Author: Callum Borchers

Donald Trump keeps up media attacks with misleading tweets about New York Times

President-elect Donald Trump has had an up-and-down relationship with the media for a long time, but spent much of the campaign calling the press “crooked” and “rigged.” The Fix’s Peter Stevenson explains what his relationship with the press might look like going forward. (Peter Stevenson/The Washington Post) President-elect Donald Trump sounded very much like presidential candidate Donald Trump on Sunday morning in a pair of misleading tweets about the New York Times. Wow, the @nytimes is losing thousands of subscribers because of their very poor and highly inaccurate coverage of the “Trump phenomena” — Donald J. Trump (@realDonaldTrump) November 13, 2016 The @nytimes sent a letter to their subscribers apologizing for their BAD coverage of me. I wonder if it will change – doubt it? — Donald J. Trump (@realDonaldTrump) November 13, 2016 According to the New York Times Co.’s latest earnings report, the number of print copies it sold in the third quarter was down from the same period in 2015, but the decline was more than offset by 116,000 new digital-only subscriptions. Overall, third-quarter circulation revenue rose 3 percent; through the first nine months of the year, circulation revenue was up 2.8 percent. Since Trump launched his White House campaign in June 2015, digital-only news subscriptions to the Times have increased 35 percent, to more than 1.3 million. Trump’s suggestion that the Times is bleeding readers because...

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Tim Kaine explains why Donald Trump’s birtherism was ‘painful’

Tim Kaine displayed books at a campaign event in Portsmouth, N.H., on Thursday to show the different views of America held by Hillary Clinton and Donald Trump. (Jim Cole/AP) The Hillary Clinton campaign on Sunday continued to hit Donald Trump for his recently renounced birtherism, with Democratic vice presidential nominee Tim Kaine suggesting that a conspiracy theory about President Obama is too “painful” to be erased in a single statement. From 2011 until Friday, Trump, the Republican presidential nominee, promoted the idea that Obama was not born in the United States and was not eligible to be president. Though he has often said during the 2016 campaign that he prefers not to talk about Obama’s place of birth anymore, Trump did not say until Friday that he believes the president is American-born. “President Barack Obama was born in the United States. Period,” Trump said at a news conference in Washington. He did not apologize for his rumor mongering, which had continued even after Obama released his birth certificate in 2011. [Donald Trump’s surrogates try to explain his evolution on birtherism] “Donald Trump for five years was pushing the completely false notion that President Obama wasn’t born in the United States and wasn’t an American citizen,” Kaine told Chuck Todd on NBC’s “Meet the Press.” “And Chuck, it’s really important to know how painful that is to so many people because, as you know,...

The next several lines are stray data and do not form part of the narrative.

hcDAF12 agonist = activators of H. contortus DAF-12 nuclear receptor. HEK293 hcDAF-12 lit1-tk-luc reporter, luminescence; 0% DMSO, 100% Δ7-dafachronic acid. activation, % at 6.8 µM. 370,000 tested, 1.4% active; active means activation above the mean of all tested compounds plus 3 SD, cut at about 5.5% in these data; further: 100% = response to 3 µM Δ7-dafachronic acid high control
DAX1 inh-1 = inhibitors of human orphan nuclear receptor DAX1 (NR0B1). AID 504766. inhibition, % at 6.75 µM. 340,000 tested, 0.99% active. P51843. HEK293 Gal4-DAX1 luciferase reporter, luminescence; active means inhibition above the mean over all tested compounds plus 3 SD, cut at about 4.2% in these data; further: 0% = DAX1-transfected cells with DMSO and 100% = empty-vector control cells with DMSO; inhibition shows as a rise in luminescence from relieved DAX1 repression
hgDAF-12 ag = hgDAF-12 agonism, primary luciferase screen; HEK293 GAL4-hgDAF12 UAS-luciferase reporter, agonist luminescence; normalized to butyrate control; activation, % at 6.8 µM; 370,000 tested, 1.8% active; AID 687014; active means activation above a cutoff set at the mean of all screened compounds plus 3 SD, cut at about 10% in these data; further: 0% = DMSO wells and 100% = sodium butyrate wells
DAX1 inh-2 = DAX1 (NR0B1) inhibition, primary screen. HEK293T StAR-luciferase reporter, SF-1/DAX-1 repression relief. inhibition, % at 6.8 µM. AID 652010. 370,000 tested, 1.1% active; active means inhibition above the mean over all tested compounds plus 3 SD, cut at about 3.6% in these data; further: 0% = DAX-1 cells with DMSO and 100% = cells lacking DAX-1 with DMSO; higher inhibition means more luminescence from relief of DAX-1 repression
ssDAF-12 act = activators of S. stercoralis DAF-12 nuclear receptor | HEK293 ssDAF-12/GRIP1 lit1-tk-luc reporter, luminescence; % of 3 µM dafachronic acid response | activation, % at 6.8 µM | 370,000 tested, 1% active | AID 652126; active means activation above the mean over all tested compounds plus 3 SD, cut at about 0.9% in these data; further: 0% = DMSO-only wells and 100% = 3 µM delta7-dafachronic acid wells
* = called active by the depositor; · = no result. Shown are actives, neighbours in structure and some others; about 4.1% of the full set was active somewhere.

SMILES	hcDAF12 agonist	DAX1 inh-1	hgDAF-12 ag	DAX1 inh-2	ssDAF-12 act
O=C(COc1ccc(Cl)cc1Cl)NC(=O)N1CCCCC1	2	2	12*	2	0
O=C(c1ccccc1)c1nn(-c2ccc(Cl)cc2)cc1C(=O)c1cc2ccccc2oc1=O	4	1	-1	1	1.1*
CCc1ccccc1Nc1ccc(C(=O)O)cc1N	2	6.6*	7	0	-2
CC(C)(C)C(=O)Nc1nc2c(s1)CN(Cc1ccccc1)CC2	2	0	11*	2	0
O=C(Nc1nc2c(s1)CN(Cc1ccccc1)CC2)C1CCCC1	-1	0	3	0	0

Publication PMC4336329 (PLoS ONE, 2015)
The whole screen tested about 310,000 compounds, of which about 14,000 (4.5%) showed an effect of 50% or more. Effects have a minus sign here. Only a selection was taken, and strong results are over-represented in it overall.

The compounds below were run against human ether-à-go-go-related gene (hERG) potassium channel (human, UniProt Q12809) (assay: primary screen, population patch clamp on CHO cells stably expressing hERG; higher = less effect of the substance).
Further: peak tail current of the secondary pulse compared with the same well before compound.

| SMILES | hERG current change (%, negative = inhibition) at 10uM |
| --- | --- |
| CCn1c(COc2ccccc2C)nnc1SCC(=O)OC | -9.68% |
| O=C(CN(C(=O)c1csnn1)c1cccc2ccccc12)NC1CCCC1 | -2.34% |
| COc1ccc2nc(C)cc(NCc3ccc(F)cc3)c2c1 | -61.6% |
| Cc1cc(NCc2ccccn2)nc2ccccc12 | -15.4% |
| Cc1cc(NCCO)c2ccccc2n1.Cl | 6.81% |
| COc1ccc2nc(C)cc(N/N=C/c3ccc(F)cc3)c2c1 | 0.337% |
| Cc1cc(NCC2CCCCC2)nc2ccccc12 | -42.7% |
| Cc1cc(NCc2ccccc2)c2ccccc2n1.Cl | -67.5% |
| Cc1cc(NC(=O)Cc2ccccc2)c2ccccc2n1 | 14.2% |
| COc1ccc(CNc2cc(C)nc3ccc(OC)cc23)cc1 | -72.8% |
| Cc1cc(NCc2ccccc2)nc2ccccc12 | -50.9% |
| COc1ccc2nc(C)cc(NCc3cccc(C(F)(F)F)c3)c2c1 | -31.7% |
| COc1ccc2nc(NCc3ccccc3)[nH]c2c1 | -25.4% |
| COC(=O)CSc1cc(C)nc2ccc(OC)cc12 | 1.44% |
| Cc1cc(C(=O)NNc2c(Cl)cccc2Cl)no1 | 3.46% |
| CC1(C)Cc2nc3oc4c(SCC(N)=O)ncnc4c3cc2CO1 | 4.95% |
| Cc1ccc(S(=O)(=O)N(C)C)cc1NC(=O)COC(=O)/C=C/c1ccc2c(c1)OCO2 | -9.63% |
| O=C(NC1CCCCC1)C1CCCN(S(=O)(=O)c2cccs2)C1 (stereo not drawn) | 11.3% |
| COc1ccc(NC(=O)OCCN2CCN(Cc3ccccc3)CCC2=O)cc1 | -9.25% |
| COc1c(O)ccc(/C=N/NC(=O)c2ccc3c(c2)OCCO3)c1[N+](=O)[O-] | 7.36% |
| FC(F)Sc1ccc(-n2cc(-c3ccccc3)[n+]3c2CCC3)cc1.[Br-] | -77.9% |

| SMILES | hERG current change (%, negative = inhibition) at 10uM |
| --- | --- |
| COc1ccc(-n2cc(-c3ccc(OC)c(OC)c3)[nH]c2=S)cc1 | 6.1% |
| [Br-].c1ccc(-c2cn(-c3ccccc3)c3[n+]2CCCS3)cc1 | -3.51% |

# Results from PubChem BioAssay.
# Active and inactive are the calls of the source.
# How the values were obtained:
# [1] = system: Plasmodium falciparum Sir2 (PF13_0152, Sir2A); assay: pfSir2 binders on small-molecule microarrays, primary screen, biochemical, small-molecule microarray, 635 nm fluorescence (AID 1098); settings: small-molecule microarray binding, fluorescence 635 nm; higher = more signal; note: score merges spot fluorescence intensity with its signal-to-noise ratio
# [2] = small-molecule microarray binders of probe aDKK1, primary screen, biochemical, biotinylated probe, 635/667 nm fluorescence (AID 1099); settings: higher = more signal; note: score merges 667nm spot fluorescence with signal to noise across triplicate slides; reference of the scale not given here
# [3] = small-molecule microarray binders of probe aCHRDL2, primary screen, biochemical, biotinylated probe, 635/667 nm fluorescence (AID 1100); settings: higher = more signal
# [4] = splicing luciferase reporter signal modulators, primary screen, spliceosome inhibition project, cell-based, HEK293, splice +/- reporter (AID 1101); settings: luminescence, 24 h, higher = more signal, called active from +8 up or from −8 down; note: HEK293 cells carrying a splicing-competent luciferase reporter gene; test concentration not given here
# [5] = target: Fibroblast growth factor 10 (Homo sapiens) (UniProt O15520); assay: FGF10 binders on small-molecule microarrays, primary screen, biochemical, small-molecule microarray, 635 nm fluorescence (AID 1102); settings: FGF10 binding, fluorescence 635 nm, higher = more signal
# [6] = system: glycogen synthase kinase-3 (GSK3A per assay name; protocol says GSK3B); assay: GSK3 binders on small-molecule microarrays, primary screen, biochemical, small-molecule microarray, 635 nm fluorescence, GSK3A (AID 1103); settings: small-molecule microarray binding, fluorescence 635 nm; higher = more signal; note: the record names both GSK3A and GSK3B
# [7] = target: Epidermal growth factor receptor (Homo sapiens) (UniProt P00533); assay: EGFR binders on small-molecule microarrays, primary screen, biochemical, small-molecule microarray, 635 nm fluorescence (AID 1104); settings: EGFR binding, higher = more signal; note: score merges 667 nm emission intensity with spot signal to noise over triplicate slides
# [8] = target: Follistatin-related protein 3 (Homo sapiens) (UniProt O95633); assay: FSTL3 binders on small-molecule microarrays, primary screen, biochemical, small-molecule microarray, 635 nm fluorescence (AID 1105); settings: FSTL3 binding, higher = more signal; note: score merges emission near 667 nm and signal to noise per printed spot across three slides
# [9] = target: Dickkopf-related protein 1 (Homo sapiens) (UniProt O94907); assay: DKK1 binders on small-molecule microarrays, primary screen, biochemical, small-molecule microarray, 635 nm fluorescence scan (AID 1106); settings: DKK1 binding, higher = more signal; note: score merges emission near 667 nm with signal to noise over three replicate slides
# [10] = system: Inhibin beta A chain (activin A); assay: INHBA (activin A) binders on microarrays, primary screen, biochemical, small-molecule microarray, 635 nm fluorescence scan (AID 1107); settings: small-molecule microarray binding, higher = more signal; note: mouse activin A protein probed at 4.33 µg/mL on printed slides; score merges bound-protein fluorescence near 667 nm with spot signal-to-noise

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As Trump feuds with ‘Pocahontas,’ Sanders appeals to Native Americans in California

Bernie Sanders greeted supporters after speaking at a rally at the Kern County Fairgrounds in Bakersfield, Calif., on Saturday. Sanders has been appealing to Native American voters on his tour of California. (Photo by Matt McClain/ The Washington Post) FRESNO, Calif. — When Donald Trump began his campaign by accusing Mexico of sending drug dealers, rapists and other criminals into the United States, the political conversation quickly focused on Latinos. Something similar happened when Trump called for closing U.S. borders to all foreign Muslims. One minority group that hasn’t received nearly as much attention — negative or otherwise — is Native Americans. But in California, Bernie Sanders is spotlighting indigenous peoples ahead of the Democratic presidential primary here on June 7. As usual, Trump might have something to do with it. Feuding lately with Sen. Elizabeth Warren (D-Mass.), the presumptive GOP nominee has been mocking her claim to Native American heritage, which became a major issue during her 2012 campaign against Republican incumbent Scott Brown (now a Trump backer). Trump has repeatedly referred to Warren as “Pocahontas” in stump speeches, though he has not directly disparaged Native Americans, in general. Addressing Native American concerns is one way for Sanders to draw a sharp contrast between himself and the real estate mogul, something he has done throughout his tour of California. [Donald Trump gets called out for calling Elizabeth Warren...

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